Transitioning Students to Alumni Spanning the transition from graduating student to alum is avital part of the alumni development process. With appropriate development, byfinal year, students must be widely aware that the graduated class or alumniare essential to the institution and that students will accept this same rolein just a matter of time. Conley states that alumni who continue to have astrong connection to the institution may be more likely remain the most engaged(1999). Student relationships with faculty and administration are a foundationfor loyalty to the institution (Rissmeyer, 2010). Moser (1993) asserts that it isimportant to involve current students in the realm of alumni giving. This involvementis beneficial because it helps graduating students to understand their future roleas alumni contributors.
According to Moser, it is a very good way to let notonly senior students but students in general know the necessity and responsibilityof their future role as alumni. Senior year programming that focuses on how theinstitution can benefit alumni in areas like networking and career preparednessand how students can be engaged outside of financial commitment will begindeveloping the mutually beneficial relationship necessary for successful alumnirelations (Jackson, 1994). Alumni who give time or other non-financialcontributions may have a higher propensity for future financial giving to theinstitution (Singer, 2002).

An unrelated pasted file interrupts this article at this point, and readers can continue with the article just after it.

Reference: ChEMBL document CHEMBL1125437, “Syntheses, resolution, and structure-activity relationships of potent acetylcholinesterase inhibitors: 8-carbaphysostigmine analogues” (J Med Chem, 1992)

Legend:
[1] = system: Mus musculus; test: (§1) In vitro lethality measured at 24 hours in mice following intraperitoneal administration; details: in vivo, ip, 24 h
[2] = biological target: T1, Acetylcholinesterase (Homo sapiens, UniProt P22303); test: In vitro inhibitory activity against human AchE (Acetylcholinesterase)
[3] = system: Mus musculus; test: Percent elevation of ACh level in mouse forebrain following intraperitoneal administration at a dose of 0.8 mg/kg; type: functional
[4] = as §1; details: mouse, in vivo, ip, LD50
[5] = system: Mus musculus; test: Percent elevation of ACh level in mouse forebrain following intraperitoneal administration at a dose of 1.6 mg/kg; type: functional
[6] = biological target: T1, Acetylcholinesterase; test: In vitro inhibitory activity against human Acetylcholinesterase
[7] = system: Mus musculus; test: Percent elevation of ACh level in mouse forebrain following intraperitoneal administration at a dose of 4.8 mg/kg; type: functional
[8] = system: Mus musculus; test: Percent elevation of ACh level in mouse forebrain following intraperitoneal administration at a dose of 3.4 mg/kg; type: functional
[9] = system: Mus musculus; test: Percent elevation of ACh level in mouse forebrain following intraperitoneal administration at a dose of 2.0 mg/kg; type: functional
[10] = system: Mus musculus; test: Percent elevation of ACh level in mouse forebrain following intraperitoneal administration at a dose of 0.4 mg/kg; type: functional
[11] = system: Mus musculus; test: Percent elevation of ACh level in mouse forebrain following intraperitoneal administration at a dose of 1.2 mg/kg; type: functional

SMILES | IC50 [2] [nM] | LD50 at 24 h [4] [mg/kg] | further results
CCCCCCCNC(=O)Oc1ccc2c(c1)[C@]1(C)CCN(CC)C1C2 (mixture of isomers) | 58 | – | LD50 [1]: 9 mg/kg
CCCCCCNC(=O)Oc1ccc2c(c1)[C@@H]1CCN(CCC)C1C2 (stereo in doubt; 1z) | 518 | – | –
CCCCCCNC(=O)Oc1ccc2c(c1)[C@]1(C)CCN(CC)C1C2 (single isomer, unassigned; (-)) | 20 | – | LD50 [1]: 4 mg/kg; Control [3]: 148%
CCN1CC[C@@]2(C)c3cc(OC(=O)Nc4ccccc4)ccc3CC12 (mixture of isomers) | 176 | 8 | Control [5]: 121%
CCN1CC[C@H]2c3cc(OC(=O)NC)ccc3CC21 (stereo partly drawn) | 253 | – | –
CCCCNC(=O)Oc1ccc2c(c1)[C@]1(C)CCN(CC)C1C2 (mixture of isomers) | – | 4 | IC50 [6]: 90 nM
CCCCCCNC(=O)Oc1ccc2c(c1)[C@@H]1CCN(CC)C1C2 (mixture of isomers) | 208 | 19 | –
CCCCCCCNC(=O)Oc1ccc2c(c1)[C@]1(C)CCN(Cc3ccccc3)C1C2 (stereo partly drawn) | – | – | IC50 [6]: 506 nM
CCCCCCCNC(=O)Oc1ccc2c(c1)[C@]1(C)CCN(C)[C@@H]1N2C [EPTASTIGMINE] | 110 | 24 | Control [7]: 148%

Senior celebrations and senior gift challenges recognizestudents for the contributions to the institution thus far and begin a patternof consistent engagement. Programming during senior year allows for alumniofficers to begin building relationships with young alumni and earlysubscription to alumni communications like newsletters introduces students tothe experience they will have post-graduation (Rissmeyer, 2010). 2.
2.1 Purpose of an alumni association.Alumni are one of the most important assets to any institution.They the backbone to the success of the prevalent representation of the institutionin the real world. According to Arceo, alumni serve as a bridge between theinstitution and their graduates. Strong relationships between the alma mater andalumni positively impact alumni involvement and alumni contributions (Petit,197;Duronio&Loesin,190).
Many alumni networks were initially started fromregional groups of alumni brought together for university fundraisingactivities. Later, these networks slowly gained added importance in thedevelopment of the universities because of their enormous outreach potentialthat benefits the alumni. Alumni were at one time students, and therefore havea deep and strong connection to their alma mater, its success and future sustainability(Singer, 2002). Alumni are the core group of constituents and largest source ofvoluntary support. “In 1994, alumni contributedmore than 58 percent of the total support for higher education, while non-alumnicontributed 23 percent.